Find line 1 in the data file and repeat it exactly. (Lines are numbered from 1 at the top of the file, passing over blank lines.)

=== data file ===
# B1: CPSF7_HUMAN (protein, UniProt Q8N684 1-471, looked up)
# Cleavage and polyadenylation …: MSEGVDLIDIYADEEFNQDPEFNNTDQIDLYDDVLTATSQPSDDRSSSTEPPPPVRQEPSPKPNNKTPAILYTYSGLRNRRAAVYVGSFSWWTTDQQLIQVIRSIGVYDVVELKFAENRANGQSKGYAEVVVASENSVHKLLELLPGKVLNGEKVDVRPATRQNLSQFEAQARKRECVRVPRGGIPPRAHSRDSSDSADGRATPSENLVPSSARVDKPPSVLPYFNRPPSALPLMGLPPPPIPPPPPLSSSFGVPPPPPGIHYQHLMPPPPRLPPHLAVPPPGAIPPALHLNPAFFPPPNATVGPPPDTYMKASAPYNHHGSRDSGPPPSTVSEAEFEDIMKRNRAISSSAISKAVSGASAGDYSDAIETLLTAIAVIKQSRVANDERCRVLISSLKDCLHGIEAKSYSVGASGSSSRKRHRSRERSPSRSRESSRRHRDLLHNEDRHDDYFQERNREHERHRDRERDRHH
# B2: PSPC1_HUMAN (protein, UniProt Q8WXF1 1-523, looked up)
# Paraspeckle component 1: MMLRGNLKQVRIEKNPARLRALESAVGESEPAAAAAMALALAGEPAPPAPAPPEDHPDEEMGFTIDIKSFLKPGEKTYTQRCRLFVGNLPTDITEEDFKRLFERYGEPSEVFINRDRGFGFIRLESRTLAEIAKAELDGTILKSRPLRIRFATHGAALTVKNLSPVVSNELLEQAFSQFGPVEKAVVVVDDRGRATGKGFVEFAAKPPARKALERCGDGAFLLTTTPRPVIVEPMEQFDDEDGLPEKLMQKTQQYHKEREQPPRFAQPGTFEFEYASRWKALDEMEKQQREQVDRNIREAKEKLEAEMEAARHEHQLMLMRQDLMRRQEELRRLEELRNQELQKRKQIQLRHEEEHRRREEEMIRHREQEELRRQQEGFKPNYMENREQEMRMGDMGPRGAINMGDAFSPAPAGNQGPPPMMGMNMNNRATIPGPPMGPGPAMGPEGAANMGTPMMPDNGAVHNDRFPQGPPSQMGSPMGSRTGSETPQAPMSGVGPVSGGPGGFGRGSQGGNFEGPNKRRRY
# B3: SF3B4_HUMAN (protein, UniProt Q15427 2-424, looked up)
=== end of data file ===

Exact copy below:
# B1: CPSF7_HUMAN (protein, UniProt Q8N684 1-471, looked up)